As a reader, it is easy to become caught up in the richness of the characters in myth: Kunti, Draupadi, Briseis and of course, Nausicaa. However, as a researcher, one must remember the status of women in these societies: the Greek sage, Teireseis, is turned into a woman as a punishment, and the Indian daughter, Sikhandin, is transformed into a son from her “desire to do good.” Hesiod describes the origin of women:
[Zeus] bade famous Hephaestus make haste and mix earth with water and to put in it the voice and strength of human kind, and fashion a sweet, lovely maiden-shape, like to the immortal goddesses in face; and Athena to teach her needlework and the weaving of the varied web; and golden Aphrodite to shed grace upon her head and cruel longing and cares that weary the limbs. And he charged Hermes the guide, the Slayer of Argus, to put in her a shameless mind and a deceitful nature. So he ordered. And they obeyed the lord Zeus the son of Cronos.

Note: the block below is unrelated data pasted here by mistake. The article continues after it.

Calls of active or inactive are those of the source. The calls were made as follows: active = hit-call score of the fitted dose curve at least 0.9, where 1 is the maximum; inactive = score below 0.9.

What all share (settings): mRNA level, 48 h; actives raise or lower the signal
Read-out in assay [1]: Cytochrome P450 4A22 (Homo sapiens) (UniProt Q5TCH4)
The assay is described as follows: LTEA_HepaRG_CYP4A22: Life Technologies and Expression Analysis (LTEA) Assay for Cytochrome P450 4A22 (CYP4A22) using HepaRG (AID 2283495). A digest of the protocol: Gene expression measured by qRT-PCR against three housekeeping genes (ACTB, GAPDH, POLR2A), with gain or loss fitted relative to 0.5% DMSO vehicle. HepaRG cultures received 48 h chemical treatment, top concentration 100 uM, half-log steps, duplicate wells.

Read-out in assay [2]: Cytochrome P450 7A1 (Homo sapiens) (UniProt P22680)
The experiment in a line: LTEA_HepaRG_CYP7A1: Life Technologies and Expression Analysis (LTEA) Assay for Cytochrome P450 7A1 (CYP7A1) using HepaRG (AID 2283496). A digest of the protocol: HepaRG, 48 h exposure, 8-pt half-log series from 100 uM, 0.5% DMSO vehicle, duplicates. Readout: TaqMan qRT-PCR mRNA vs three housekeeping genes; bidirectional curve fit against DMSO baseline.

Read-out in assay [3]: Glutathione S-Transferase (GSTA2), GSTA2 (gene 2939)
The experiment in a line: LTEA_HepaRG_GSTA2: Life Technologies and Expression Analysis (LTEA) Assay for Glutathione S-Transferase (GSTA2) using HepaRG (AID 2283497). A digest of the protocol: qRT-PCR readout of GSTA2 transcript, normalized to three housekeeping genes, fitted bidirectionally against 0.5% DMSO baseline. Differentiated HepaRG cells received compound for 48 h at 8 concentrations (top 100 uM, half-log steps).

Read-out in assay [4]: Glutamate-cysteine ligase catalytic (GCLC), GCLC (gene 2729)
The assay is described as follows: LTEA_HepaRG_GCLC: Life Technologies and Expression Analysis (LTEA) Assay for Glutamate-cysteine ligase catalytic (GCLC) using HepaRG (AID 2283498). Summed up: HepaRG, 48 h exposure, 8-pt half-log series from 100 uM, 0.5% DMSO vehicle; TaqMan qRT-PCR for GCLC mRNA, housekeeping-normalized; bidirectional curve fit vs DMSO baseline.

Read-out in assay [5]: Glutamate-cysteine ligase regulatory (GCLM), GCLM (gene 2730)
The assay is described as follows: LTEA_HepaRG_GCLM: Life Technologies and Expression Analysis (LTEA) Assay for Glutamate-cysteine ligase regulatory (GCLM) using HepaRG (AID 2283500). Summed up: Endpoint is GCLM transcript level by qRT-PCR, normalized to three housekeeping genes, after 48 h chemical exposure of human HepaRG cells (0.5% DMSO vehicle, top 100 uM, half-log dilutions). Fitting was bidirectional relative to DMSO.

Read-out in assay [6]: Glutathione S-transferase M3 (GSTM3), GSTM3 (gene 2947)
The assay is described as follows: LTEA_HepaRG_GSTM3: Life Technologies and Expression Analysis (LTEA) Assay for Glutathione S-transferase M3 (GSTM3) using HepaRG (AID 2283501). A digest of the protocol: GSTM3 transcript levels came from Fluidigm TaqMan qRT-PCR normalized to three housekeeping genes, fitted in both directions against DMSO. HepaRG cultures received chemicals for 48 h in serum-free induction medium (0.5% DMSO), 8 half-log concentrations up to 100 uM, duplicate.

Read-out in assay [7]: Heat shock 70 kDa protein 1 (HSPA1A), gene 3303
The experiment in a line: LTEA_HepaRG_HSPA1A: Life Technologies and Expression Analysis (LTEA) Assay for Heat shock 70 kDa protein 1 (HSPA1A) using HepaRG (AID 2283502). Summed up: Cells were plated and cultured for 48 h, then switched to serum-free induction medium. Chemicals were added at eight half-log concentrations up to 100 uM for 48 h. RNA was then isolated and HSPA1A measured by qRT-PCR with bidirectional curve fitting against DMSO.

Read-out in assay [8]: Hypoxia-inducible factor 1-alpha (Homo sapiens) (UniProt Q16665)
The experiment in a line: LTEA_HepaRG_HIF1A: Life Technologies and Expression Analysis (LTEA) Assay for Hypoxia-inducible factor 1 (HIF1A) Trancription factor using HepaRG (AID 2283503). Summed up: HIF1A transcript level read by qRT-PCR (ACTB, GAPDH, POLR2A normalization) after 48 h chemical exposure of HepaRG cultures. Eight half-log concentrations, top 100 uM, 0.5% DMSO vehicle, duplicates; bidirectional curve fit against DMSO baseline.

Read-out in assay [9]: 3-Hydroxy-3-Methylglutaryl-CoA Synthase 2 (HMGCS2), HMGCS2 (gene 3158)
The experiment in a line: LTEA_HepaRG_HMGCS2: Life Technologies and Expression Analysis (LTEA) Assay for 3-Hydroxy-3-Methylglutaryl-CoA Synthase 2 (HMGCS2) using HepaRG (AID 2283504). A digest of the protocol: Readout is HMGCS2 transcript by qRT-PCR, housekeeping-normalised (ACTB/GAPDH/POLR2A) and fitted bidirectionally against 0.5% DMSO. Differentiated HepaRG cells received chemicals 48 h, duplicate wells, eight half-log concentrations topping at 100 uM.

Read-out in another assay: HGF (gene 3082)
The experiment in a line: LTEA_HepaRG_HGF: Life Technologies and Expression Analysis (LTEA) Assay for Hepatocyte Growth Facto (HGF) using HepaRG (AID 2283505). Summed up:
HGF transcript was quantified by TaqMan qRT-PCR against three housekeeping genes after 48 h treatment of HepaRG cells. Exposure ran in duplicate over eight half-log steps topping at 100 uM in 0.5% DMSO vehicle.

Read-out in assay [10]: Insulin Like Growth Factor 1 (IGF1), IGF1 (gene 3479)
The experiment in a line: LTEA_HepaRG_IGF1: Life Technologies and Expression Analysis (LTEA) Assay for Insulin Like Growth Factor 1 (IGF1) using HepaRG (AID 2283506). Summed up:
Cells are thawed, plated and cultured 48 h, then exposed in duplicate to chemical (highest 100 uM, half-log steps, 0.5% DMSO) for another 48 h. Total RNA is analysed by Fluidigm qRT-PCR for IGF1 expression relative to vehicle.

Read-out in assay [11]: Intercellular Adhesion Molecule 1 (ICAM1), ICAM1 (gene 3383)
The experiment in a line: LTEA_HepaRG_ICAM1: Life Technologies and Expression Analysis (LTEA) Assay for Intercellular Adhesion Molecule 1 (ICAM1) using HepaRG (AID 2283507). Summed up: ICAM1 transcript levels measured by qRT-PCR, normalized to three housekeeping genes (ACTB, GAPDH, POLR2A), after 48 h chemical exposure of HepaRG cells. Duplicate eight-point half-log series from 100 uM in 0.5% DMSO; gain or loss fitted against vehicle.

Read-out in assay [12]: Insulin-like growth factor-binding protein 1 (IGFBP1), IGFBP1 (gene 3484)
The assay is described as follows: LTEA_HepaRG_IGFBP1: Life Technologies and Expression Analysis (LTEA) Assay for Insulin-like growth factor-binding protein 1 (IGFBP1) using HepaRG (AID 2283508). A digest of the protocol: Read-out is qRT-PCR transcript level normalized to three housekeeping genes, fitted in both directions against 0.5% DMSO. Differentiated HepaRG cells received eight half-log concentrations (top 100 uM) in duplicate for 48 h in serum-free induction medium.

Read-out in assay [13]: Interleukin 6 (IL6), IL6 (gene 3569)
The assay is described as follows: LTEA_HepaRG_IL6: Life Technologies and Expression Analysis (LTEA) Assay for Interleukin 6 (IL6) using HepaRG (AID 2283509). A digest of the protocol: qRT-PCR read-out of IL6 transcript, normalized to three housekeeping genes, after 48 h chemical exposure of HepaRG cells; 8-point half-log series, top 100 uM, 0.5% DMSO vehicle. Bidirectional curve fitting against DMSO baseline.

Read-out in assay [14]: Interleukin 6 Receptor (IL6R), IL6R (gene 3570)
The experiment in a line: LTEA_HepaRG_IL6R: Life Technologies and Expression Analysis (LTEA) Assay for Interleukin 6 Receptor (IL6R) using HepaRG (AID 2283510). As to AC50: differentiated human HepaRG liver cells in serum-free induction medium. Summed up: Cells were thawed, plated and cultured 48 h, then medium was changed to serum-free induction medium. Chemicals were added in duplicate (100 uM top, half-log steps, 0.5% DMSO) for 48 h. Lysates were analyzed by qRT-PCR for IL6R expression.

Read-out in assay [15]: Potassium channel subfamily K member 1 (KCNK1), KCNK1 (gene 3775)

Given this attitude toward gender, epic poetry cries out to be read with critical thinking skills engaged. The women in the Epics are not historical figures but are what the male poets imagined them to be like or to think like. Often they were merely foils for the other male characters. We must ask, is Briseis in love with Achilles because there is something loveable about him; or is she in love with him because Homer, writing for fighting men, needs to reinforce that their captive women really do love them and are not just biding their time while waiting to stab them in their sleep? Is Draupadi married to five brothers because Kunti really had a compulsive fear of lying, or did that become the reason later when polyandry became less common among the wealthy Kshatriya families? Even though Bhishma makes all the other major family decisions, it became more politic to shift the blame for the polyandry to the woman.
Inga Thornall, Senior Project (c) 2008
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